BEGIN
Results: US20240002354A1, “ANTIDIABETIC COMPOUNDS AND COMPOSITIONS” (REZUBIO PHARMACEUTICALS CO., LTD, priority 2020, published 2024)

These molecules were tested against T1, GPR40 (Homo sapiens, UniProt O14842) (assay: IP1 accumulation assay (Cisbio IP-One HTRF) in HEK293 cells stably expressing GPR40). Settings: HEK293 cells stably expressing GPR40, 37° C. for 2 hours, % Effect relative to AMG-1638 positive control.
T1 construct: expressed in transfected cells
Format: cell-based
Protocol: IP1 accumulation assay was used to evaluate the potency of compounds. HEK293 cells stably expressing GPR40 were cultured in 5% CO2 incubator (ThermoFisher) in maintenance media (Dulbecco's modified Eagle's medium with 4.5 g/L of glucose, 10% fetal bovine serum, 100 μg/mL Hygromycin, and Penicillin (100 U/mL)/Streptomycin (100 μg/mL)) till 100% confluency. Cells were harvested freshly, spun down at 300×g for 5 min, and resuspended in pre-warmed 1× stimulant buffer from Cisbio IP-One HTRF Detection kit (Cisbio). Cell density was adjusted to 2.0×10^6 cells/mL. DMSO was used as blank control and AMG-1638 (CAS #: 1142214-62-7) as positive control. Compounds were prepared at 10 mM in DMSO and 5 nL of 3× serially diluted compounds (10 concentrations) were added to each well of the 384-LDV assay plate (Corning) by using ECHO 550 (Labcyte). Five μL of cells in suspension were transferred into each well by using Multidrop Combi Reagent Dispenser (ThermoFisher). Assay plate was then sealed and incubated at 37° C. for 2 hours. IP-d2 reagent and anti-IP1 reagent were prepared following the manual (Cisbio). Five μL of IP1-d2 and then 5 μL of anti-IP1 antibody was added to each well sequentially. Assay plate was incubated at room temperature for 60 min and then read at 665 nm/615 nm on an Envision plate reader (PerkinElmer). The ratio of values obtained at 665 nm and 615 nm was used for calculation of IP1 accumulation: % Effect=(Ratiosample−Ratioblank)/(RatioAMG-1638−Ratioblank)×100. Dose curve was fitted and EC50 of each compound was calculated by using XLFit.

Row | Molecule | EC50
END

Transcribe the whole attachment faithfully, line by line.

Results: US20240002354A1, “ANTIDIABETIC COMPOUNDS AND COMPOSITIONS” (REZUBIO PHARMACEUTICALS CO., LTD, priority 2020, published 2024)

These molecules were tested against T1, GPR40 (Homo sapiens, UniProt O14842) (assay: IP1 accumulation assay (Cisbio IP-One HTRF) in HEK293 cells stably expressing GPR40). Settings: HEK293 cells stably expressing GPR40, 37° C. for 2 hours, % Effect relative to AMG-1638 positive control.
T1 construct: expressed in transfected cells
Format: cell-based
Protocol: IP1 accumulation assay was used to evaluate the potency of compounds. HEK293 cells stably expressing GPR40 were cultured in 5% CO2 incubator (ThermoFisher) in maintenance media (Dulbecco's modified Eagle's medium with 4.5 g/L of glucose, 10% fetal bovine serum, 100 μg/mL Hygromycin, and Penicillin (100 U/mL)/Streptomycin (100 μg/mL)) till 100% confluency. Cells were harvested freshly, spun down at 300×g for 5 min, and resuspended in pre-warmed 1× stimulant buffer from Cisbio IP-One HTRF Detection kit (Cisbio). Cell density was adjusted to 2.0×10^6 cells/mL. DMSO was used as blank control and AMG-1638 (CAS #: 1142214-62-7) as positive control. Compounds were prepared at 10 mM in DMSO and 5 nL of 3× serially diluted compounds (10 concentrations) were added to each well of the 384-LDV assay plate (Corning) by using ECHO 550 (Labcyte). Five μL of cells in suspension were transferred into each well by using Multidrop Combi Reagent Dispenser (ThermoFisher). Assay plate was then sealed and incubated at 37° C. for 2 hours. IP-d2 reagent and anti-IP1 reagent were prepared following the manual (Cisbio). Five μL of IP1-d2 and then 5 μL of anti-IP1 antibody was added to each well sequentially. Assay plate was incubated at room temperature for 60 min and then read at 665 nm/615 nm on an Envision plate reader (PerkinElmer). The ratio of values obtained at 665 nm and 615 nm was used for calculation of IP1 accumulation: % Effect=(Ratiosample−Ratioblank)/(RatioAMG-1638−Ratioblank)×100. Dose curve was fitted and EC50 of each compound was calculated by using XLFit.

Row | Molecule | EC50